Miriam Fendius Elman is associate professor of political science at the Maxwell School, Syracuse University. Oded Haklai is associate professor of political studies at Queen’s University. Hendrik Spruyt is Norman Dwight Harris Professor of International Relations and director of the Buffett Center for International and Comparative Studies at Northwestern University.

“Helman, Haklai, and Spruyt’s edited book is a major contribution to our understanding of domestic politics’ role in International Relations (IR), particularly democratic peace theory. Taking Israel as an instance of what A. Lipjhart called a “deviant case,” contributors to this volume persuasively show that Israel’s democratic institutions, identity politics, and leadership hinder peace. The book’s main achievement, indeed its main appeal, therefore, consists in showing the conditions under which democracies fail to solve conflict peacefully, and more generally, in promoting a reinvigorated debate on democratic peace theory”—Emanuel Adler, Andrea and Charles Bronfman Chair of Israeli Studies and Professor of Political Science University of Toronto.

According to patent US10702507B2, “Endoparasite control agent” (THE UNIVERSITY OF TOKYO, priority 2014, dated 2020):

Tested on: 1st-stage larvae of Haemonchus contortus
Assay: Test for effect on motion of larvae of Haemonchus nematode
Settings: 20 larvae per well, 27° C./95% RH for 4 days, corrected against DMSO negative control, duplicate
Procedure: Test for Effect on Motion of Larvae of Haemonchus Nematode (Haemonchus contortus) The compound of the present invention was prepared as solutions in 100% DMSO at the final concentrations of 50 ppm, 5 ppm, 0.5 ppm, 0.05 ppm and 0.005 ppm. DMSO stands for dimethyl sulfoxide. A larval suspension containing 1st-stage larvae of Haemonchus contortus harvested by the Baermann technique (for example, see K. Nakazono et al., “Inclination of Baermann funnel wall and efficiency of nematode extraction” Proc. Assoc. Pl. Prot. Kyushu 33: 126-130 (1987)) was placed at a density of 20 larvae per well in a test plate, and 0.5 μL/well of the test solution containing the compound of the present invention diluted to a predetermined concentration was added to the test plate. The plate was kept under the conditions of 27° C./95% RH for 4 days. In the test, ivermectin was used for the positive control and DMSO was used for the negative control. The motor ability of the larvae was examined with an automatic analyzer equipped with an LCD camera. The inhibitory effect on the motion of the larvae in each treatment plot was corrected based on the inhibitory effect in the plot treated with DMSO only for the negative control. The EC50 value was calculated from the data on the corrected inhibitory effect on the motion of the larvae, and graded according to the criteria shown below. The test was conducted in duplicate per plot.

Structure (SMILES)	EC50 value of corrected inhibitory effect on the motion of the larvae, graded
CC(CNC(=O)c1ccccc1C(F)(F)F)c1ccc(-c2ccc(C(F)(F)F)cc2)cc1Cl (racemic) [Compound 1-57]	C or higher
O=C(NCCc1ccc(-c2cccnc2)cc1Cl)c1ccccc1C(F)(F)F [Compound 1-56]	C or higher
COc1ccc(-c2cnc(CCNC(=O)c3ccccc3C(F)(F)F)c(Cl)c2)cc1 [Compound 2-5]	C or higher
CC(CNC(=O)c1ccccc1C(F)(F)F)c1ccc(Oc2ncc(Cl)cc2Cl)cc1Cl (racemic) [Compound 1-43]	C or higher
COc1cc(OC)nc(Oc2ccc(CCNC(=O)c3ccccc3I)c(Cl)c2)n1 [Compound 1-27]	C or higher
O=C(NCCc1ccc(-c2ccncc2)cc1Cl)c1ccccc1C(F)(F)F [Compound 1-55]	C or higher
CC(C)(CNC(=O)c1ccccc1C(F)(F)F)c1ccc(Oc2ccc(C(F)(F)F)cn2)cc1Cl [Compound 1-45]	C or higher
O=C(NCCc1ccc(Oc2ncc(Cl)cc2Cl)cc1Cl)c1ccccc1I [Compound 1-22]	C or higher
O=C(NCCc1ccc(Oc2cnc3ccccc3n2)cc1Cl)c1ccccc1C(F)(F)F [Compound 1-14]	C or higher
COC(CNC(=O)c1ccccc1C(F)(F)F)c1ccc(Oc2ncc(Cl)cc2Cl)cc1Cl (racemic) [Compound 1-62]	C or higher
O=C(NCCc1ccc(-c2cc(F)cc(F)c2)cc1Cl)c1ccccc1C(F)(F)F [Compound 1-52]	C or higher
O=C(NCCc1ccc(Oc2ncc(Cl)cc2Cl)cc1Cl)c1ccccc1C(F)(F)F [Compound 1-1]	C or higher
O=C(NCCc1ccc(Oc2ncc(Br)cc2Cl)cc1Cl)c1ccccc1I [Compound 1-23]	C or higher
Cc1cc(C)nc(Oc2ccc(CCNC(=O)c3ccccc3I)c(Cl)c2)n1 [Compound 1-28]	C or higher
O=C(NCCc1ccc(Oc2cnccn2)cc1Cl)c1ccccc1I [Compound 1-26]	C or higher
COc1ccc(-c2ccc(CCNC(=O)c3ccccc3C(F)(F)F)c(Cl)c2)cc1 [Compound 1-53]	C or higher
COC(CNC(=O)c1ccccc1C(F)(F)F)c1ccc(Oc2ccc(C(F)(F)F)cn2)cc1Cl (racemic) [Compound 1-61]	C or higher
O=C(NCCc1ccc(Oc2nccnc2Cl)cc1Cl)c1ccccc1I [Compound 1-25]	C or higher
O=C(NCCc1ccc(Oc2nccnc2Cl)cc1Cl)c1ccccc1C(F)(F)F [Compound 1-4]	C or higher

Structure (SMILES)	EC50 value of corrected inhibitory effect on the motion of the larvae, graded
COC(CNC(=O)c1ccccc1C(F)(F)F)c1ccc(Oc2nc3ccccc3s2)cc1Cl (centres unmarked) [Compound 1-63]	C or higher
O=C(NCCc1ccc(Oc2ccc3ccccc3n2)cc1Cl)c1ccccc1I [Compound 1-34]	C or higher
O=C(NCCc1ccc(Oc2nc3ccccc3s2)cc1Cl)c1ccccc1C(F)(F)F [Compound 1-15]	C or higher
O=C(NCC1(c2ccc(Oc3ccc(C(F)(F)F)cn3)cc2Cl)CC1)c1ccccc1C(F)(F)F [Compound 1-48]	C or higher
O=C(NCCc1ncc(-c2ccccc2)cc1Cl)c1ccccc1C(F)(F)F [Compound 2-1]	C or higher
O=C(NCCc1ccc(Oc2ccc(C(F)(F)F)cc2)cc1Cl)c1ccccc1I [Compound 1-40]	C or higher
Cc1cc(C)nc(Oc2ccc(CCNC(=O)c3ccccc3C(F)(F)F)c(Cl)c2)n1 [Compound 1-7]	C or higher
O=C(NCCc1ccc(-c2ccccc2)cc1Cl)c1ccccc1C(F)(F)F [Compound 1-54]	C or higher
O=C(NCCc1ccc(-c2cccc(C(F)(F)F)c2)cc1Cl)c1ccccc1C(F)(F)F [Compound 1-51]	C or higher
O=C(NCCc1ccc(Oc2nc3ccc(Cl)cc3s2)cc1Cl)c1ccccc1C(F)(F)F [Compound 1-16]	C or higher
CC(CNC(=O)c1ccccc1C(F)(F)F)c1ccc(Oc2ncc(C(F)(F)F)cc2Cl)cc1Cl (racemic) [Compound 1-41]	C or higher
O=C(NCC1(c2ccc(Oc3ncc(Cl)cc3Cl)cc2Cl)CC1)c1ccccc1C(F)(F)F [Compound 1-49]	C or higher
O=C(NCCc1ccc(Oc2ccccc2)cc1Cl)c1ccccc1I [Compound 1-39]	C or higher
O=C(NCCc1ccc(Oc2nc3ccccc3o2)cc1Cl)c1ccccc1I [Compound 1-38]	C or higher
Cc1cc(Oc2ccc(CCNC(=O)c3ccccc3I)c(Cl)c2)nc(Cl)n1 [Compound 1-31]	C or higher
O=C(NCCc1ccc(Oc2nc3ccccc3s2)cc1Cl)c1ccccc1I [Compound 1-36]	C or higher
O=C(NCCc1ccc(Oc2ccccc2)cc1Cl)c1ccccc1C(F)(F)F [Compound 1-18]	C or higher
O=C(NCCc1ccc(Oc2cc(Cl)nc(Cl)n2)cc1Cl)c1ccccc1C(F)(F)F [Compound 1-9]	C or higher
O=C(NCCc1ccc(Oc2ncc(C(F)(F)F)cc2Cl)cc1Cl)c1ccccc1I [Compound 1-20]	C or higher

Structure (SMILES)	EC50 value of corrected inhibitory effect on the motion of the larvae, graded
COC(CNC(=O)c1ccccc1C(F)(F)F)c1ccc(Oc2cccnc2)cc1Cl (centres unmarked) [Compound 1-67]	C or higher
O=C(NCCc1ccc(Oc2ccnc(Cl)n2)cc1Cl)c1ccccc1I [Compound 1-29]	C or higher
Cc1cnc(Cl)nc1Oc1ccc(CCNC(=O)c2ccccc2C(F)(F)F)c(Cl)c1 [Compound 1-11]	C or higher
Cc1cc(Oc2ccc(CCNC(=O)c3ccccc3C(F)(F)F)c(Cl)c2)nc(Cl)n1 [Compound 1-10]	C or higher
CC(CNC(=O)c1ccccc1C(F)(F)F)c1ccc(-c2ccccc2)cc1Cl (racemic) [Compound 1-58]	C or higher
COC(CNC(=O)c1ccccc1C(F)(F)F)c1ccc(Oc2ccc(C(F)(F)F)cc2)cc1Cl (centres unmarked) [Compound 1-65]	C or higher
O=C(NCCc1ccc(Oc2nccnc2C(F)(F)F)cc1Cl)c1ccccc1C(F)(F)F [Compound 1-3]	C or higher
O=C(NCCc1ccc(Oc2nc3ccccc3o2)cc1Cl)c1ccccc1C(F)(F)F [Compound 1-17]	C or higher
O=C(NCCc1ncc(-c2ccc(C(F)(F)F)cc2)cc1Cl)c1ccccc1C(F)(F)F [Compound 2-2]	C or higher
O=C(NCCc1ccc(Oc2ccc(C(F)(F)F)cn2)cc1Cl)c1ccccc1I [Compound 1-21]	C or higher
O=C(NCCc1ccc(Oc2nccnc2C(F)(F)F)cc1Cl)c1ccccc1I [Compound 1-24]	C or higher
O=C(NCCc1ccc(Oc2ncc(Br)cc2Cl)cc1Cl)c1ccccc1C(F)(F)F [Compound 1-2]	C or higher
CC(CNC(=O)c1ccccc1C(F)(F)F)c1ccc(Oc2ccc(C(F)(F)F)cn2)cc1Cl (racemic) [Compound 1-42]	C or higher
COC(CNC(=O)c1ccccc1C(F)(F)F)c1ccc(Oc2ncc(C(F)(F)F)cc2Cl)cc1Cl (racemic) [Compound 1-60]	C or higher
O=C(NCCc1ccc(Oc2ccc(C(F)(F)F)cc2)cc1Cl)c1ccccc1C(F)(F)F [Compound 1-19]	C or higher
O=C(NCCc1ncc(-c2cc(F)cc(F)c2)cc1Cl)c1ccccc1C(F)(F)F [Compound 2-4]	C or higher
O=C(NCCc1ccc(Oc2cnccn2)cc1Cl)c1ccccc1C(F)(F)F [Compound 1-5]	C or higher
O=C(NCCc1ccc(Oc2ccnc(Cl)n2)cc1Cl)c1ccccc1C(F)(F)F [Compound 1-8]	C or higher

“Deals with a very charged issue using a balanced tone… The book makes a valuable and important contribution to a topic usually studied with strong political zeal rather than cool academic analysis.”—Maoz Rosenthal, Lauder School of Government, Diplomacy and Strategy, Interdisciplinary Center, Herzliya

This talk was given on January 16, 2014 at the Munk School of Global Affairs. A recording of the lecture is unavailable for viewing.